Get ready, Australia: pirating content in the great South Land is about to get much tougher, as the Federal Government considers implementing strict new anti-piracy measures "as early as this week" according to reports.
Fairfax is reporting that the Federal Government will implement anti-piracy measures "as early as this week".
Leading the anti-piracy charge is Attorney General, George Brandis, who has had the problem of Aussie piracy on his plate since he took office last year. He has since been meeting with ISPs, telcos and rights holders, looking to find a tough solution to crack down on piracy.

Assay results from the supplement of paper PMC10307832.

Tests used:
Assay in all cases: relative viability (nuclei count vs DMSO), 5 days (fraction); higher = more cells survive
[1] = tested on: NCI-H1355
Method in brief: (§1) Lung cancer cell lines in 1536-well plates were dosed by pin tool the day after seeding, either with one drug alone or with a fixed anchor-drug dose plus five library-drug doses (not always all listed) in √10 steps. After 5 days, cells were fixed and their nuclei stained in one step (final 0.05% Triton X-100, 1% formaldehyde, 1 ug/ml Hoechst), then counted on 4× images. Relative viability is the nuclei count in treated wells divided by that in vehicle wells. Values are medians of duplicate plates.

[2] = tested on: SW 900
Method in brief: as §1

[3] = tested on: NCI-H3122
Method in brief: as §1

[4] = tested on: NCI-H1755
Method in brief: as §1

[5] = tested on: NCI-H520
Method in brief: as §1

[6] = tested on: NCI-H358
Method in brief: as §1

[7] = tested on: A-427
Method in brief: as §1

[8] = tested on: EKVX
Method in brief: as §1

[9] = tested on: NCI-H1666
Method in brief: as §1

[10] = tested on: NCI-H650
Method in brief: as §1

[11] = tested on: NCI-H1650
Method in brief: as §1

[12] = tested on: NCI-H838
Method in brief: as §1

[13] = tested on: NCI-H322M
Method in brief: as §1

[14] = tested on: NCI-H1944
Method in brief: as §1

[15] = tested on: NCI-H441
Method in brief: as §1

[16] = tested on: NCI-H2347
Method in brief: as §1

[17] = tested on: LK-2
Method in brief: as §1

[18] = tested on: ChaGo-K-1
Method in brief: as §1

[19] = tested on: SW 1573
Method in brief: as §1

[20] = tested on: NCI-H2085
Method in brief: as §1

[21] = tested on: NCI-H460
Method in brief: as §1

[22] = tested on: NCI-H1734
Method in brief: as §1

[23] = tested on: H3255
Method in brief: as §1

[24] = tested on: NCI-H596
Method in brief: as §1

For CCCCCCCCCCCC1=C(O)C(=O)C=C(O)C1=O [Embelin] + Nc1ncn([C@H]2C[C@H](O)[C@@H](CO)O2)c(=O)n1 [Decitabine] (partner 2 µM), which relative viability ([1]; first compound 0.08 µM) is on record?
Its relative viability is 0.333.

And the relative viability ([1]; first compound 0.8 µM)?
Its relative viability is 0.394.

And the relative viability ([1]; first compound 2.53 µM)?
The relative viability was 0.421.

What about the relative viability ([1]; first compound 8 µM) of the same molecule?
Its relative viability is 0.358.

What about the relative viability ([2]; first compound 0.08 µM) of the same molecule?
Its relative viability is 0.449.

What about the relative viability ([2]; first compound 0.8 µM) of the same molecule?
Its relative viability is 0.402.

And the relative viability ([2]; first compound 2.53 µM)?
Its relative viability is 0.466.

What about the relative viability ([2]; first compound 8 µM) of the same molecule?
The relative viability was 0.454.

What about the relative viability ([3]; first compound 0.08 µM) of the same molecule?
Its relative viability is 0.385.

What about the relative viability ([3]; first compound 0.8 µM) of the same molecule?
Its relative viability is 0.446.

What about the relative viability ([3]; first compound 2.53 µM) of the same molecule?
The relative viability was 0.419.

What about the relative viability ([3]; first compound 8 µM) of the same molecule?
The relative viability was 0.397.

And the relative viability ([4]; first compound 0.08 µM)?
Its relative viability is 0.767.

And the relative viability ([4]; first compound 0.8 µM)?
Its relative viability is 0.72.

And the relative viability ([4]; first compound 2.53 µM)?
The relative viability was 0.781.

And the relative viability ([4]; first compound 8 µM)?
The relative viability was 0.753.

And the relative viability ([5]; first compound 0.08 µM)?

He now has two.
The first is implementing controversial "three-strikes" provisions for offenders that would see copyright infringers given three warnings before potential litigation, charges and removal from an ISP is concerned.
The second is blocking pirate sites like The Pirate Bay.
Fairfax reports we may see one of these plans put into motion this week.
As a result of the anti-piracy considerations, lobbying of the Federal Government by film studios and other interested parties is currently at its peak, with everyone trying to make sure that their interests are protected.
Village Roadshow is one such group that has done its lobbying largely in public, inviting the Attorney-General, George Brandis, to private film screenings in Canberra where an executive extolled the benefits of a strong anti-piracy regime. Village Roadshow's Graham Burke has also slammed Google Australia for trying to offer a sensible solution to Australia's piracy epidemic.
Now, we play the waiting game to see which one bites pirates in the arse first.